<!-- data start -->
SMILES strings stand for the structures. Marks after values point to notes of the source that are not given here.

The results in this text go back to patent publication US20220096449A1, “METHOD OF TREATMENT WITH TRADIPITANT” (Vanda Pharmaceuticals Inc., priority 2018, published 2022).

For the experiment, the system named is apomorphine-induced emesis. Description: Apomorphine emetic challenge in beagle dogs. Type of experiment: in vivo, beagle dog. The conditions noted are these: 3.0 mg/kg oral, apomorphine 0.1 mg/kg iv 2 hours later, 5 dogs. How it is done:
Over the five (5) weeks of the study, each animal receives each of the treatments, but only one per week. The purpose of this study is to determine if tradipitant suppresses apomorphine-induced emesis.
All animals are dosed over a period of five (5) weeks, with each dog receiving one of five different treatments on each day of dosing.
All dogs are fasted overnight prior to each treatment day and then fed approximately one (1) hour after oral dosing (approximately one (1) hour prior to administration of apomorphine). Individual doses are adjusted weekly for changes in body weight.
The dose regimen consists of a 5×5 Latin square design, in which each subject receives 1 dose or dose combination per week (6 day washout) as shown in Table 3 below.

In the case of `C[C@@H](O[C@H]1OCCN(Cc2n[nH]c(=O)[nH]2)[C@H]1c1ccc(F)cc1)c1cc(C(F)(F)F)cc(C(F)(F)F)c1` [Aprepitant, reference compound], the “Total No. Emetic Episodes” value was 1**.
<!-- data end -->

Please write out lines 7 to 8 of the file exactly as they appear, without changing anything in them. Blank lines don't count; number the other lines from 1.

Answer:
The dose regimen consists of a 5×5 Latin square design, in which each subject receives 1 dose or dose combination per week (6 day washout) as shown in Table 3 below.

In the case of `C[C@@H](O[C@H]1OCCN(Cc2n[nH]c(=O)[nH]2)[C@H]1c1ccc(F)cc1)c1cc(C(F)(F)F)cc(C(F)(F)F)c1` [Aprepitant, reference compound], the “Total No. Emetic Episodes” value was 1**.